Producer pally to HE: “We all know that Sundance has changed. The exciting, culture-defining current and buoyancy are long gone. I used to enjoy Sundance despite its rigors. But that was another time.

“Attacking Sundance in your column for the umpteenth time not only isn’t going to make any big difference, and at some point what it will do is finally exhaust your readers so much that they will turn away, stop reading, and leave.

“You’ve made your point. Now stop. Just cover what you think is relevant and stop attacking the festival. Remember that no matter what the festival may represent today” — i.e., the spirit of HUAC of the late ’40s and early ’50s, except persecuting white guys instead of commies — “there are filmmakers there who have worked for years and given up much to fulfill their dream of getting their film made and seen there, and they should at least should be appreciated.”

From Michael Fleming’s Deadline column, posted at 9:28 am today: “The 2020 Sundance Film Festival gets underway today, and it has been the toughest market to handicap in a good long time.

“Conversations with buyers and sellers point to a lack of obvious star power in the slate of pictures available for acquisition. It could well be a quiet market, meaning that the sums could be modest with dealmaking for most films lingering beyond the festival.”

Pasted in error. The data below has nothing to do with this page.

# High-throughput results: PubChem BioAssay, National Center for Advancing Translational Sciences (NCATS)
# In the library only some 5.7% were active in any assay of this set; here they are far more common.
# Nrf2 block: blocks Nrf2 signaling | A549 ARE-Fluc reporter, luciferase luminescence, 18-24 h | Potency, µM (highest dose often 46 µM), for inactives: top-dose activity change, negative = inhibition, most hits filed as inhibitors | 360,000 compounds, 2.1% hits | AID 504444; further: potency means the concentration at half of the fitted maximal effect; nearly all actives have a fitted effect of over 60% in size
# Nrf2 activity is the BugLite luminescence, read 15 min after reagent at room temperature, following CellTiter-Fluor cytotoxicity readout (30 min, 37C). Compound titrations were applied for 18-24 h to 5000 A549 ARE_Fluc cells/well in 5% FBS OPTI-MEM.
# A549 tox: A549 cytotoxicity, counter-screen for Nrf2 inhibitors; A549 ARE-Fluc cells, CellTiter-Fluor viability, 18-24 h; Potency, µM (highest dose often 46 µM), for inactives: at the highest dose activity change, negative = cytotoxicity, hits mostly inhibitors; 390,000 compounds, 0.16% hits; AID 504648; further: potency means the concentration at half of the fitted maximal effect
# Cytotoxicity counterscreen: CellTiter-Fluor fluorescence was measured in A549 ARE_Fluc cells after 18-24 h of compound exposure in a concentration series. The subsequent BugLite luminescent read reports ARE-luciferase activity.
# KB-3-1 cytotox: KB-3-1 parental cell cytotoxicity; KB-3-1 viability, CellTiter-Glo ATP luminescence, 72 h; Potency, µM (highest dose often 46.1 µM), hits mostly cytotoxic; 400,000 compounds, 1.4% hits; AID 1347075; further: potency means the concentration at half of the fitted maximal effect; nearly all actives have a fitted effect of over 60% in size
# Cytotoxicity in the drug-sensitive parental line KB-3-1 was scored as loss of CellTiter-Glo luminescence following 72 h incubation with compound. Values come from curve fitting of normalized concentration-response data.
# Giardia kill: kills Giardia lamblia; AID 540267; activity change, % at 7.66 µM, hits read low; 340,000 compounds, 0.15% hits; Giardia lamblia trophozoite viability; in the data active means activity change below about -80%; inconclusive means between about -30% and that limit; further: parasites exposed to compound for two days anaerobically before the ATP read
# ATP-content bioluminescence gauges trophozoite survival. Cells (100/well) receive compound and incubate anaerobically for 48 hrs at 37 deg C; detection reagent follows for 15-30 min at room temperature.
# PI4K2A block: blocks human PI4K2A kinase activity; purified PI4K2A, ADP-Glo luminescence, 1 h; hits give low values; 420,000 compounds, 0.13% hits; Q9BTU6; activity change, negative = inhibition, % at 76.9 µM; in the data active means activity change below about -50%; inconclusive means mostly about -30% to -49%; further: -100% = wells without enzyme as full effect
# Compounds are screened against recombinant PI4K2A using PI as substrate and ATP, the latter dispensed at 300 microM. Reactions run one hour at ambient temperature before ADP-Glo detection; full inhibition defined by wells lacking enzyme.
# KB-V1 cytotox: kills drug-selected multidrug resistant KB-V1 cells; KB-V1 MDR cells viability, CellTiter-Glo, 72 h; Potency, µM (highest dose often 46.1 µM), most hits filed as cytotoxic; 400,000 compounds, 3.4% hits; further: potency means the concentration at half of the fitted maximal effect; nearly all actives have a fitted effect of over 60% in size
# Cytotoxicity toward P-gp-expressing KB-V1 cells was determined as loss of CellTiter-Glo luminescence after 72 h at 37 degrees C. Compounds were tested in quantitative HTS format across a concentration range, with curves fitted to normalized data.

Translation: Who wants to pay serious money for feminist slash POC slash LGBTQ wokester films that will stream and quicken no pulses and then vaporize?

Distribution chief quoted by Fleming: “All of us used to come to Sundance making bids that were based on estimates of what a movie might gross, and how much money it would cost to market it, and wins and losses were determined by subtracting purchase price. Now, it’s impossible to grade these films that are acquired by the streamers, because box-office is about the least important metric. It has become very difficult to compete when one of them really wants a film.”